Sabrina Anne Verney
Sabrina Anne Verney, mother, writer, artist, gardener, and teacher, died Wednesday, Nov. 12, 2014, at her home in Idyllwild after a battle with pancreatic cancer. She was 67 years old.
Born in England on Feb. 14, 1947, to John and Jan Verney, she had early interests in drawing and writing. While studying at Camberwell School of Art, frustrated by the values of her rigid English upbringing, and with a desire for deeper spiritual experience, she joined a religious fringe group called The Process, traveling with them from London to Xtul, Mexico, in 1966. After returning to England, she became disillusioned with the group, and later published a book about her experiences as part of The Process. She ran a small bric-a-brac shop in Farnham, studied period costume at Wimbledon School of Art, then joined the theatrical costumers Cosprop in London, and moved with her job to New York City in 1974. There she spent much of her 20s creating costumes for Broadway shows and exploring the country.
In the early 1980s she moved to California to join the Zen Center of Los Angeles, where she met David Reid- Marr. She and David continued practicing Zen, and moved to a remote cabin in the Mojave Desert when their daughter May was born in 1984. They eventually moved to Mountain Center, and then to Hill Street in Idyllwild when their son Adam was born in 1989. After she and David separated, she dedicated herself to raising her children and running a local gardening business. In 2003 she returned to school and earned a BA in Creative Writing from UC Riverside. In 2012 she became an ESL and fashion design teacher at Idyllwild Arts Academy, where she worked until her diagnosis.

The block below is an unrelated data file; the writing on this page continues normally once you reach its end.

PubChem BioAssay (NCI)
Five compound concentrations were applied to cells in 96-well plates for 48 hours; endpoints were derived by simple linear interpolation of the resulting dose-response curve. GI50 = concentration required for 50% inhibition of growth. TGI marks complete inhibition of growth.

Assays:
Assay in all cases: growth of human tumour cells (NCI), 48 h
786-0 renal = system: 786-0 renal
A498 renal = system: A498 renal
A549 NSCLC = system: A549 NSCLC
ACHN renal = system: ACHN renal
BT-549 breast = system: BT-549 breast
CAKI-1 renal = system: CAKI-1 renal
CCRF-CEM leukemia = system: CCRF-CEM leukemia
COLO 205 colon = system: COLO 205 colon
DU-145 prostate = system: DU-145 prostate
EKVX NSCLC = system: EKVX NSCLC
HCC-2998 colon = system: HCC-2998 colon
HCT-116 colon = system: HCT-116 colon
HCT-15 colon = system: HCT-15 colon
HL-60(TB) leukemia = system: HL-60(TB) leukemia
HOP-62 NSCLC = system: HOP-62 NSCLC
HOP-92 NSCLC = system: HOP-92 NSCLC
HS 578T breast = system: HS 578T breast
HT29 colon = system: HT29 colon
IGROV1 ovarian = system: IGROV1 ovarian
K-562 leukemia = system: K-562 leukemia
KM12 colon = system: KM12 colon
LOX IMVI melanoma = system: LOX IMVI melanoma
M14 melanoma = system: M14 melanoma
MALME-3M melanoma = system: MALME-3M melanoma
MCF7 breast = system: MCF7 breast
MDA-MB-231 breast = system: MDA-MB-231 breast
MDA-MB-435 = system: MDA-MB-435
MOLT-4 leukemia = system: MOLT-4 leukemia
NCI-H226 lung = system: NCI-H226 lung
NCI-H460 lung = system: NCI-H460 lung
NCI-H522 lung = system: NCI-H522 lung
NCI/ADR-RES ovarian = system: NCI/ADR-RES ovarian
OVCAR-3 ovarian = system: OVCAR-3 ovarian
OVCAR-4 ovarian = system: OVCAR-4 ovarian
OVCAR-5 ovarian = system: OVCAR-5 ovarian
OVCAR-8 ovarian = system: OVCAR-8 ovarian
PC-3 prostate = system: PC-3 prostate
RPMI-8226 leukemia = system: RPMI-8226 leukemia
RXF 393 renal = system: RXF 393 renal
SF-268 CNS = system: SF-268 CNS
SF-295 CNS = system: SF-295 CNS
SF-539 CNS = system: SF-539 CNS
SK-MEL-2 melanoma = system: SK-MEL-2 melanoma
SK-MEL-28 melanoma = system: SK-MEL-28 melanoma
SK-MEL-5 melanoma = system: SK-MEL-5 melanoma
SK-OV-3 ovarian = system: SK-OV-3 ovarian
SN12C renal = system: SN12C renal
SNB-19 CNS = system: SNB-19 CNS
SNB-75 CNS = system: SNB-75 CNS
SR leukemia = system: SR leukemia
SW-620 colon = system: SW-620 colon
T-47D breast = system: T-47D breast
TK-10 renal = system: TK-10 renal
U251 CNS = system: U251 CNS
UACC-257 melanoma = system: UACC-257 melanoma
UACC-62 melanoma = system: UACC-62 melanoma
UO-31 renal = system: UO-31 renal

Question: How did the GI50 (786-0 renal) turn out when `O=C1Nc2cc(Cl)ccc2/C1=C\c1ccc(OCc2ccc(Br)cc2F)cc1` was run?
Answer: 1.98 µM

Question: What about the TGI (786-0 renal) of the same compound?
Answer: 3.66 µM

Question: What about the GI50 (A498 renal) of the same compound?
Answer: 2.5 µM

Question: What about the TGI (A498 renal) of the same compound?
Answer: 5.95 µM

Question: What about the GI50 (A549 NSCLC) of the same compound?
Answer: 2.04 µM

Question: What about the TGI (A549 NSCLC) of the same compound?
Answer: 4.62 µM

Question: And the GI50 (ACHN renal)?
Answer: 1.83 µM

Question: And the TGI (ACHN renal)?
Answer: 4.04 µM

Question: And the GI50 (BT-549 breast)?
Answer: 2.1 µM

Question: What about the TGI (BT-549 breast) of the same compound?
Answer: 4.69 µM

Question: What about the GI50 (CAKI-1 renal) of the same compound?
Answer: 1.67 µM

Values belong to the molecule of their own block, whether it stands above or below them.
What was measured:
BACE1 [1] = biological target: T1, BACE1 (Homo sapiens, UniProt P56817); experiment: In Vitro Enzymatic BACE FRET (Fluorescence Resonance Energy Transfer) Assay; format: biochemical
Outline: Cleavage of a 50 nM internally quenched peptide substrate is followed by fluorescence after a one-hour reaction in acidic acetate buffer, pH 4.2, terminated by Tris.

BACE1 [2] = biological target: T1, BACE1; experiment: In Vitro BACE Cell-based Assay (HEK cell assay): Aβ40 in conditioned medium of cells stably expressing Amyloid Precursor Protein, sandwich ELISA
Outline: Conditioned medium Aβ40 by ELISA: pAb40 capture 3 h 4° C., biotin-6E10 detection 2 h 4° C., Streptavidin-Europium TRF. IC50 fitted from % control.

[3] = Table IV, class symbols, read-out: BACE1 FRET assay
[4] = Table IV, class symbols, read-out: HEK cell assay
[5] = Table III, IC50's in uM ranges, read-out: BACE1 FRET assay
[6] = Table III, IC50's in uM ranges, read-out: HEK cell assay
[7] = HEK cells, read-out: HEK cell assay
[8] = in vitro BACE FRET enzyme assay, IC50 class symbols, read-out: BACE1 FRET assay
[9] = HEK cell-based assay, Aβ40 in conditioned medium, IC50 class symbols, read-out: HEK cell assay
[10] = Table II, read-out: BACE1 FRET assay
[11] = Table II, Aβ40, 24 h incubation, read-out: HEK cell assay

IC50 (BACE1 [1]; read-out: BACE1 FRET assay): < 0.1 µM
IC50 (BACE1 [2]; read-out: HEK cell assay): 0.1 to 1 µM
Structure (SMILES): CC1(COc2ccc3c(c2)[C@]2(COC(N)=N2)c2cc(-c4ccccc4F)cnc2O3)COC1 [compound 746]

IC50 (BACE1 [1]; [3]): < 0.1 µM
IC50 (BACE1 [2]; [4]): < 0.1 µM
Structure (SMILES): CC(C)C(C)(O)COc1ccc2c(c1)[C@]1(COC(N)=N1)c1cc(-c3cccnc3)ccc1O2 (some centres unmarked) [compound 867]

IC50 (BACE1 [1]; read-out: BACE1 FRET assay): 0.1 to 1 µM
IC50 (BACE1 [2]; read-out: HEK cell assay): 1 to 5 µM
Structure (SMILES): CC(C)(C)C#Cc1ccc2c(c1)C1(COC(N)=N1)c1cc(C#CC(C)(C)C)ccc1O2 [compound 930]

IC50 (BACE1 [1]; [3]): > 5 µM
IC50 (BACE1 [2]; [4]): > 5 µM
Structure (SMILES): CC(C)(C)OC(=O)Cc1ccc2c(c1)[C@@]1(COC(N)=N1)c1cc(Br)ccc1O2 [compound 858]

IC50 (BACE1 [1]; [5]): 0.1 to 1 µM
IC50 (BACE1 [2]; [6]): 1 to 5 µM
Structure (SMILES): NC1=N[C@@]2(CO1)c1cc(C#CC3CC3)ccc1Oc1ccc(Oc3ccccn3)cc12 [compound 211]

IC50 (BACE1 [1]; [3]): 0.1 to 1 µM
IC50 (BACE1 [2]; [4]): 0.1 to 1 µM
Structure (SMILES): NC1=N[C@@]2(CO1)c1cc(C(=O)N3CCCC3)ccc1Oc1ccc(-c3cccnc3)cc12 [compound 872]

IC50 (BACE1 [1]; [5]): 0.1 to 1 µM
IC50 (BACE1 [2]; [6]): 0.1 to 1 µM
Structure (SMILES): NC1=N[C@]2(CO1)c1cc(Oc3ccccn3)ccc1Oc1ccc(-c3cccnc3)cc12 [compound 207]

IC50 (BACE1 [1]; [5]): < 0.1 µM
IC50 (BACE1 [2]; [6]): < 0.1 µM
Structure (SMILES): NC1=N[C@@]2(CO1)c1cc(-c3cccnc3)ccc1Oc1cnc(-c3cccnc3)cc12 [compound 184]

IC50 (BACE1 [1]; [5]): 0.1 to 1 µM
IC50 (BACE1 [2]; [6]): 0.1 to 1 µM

Bina, as she was known by those closest to her, cultivated deep and enduring friendships throughout her life, and was appreciated for her direct style of communication, and acute sense of observation. She lived adventurously, and never stopped exploring her myriad interests. She published a poetry CD, had many public readings, and was known for her energy-filled oratory, lightning wit and unforgettable laugh. She had a profound love of the desert, mountains and all wild spaces, was an avid hiker, and traveled broadly. She had a life-long love of sewing, and could often be spotted in her striking, handmade outfits. Her many distinctive sculptures, vibrant textiles and bold ceramics live on in homes throughout Idyllwild and elsewhere. The grace and courage with which she spent the last months of her life, and her willingness to embrace her dying process, was inspiration and solace to all those around her.
She is survived by her children May and Adam, her brother Sebastian, her sisters Juliet, Rose, Candy and Angelica, and her many nieces and nephews.
Before she died, she expressed her deep appreciation for the friendship, generosity and humor of all those she knew. In her final weeks she was surrounded by friends and family, and was, in her own words, “completely at peace.” Her ashes will be scattered in accordance with her wishes.